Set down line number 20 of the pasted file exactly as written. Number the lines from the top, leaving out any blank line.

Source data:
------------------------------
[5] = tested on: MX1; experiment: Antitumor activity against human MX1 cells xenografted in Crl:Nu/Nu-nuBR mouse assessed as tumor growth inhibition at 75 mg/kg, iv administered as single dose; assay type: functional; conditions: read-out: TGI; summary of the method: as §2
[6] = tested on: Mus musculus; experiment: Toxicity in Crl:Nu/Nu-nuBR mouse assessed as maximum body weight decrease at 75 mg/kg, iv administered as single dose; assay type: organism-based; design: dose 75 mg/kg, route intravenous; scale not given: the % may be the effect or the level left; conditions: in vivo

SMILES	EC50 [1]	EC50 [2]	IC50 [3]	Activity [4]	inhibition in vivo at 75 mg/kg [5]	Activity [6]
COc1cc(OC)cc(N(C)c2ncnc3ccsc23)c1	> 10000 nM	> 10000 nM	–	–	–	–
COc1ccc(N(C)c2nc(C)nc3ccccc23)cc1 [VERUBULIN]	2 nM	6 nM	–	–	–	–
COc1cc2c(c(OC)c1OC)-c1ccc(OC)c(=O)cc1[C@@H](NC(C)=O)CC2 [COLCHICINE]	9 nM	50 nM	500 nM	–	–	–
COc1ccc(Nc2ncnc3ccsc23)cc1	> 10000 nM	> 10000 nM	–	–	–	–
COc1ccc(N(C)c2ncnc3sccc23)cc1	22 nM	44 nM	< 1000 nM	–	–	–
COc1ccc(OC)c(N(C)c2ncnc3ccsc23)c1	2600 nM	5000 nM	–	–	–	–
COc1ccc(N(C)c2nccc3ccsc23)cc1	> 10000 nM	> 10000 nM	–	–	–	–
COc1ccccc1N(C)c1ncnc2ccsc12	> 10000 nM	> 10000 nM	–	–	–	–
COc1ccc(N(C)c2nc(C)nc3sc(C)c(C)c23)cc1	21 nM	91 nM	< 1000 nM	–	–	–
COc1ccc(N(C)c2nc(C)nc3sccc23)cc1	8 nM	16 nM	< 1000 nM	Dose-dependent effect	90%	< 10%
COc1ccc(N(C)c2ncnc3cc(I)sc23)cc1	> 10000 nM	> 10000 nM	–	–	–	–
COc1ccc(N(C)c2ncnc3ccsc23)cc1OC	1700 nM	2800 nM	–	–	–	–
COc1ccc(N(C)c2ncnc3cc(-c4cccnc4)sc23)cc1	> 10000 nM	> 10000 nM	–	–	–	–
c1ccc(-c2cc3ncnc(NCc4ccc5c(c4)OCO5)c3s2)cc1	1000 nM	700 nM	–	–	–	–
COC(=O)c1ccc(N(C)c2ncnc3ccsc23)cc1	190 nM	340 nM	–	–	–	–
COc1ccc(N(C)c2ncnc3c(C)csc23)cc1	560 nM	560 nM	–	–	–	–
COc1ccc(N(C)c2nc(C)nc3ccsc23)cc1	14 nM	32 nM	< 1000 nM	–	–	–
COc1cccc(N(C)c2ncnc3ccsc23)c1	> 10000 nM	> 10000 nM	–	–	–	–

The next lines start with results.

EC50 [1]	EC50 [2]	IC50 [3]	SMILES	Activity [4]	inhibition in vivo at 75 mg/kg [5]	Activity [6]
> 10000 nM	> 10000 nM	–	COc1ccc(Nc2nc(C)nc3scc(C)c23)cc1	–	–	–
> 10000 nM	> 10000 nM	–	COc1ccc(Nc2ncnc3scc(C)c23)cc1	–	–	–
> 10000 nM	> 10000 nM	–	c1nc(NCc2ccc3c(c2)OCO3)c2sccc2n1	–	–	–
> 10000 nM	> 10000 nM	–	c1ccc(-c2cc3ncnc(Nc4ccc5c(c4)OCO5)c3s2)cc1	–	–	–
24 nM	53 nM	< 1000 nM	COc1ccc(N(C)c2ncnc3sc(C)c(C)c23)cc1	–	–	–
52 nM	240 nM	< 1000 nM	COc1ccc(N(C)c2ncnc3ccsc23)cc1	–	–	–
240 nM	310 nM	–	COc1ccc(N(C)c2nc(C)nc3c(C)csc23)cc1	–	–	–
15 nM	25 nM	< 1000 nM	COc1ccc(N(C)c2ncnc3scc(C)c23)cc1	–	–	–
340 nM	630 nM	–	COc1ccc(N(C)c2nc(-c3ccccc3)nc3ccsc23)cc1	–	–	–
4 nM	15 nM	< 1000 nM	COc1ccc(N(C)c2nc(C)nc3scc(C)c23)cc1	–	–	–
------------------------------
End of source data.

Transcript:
COc1ccc(N(C)c2nc(C)nc3ccsc23)cc1	14 nM	32 nM	< 1000 nM	–	–	–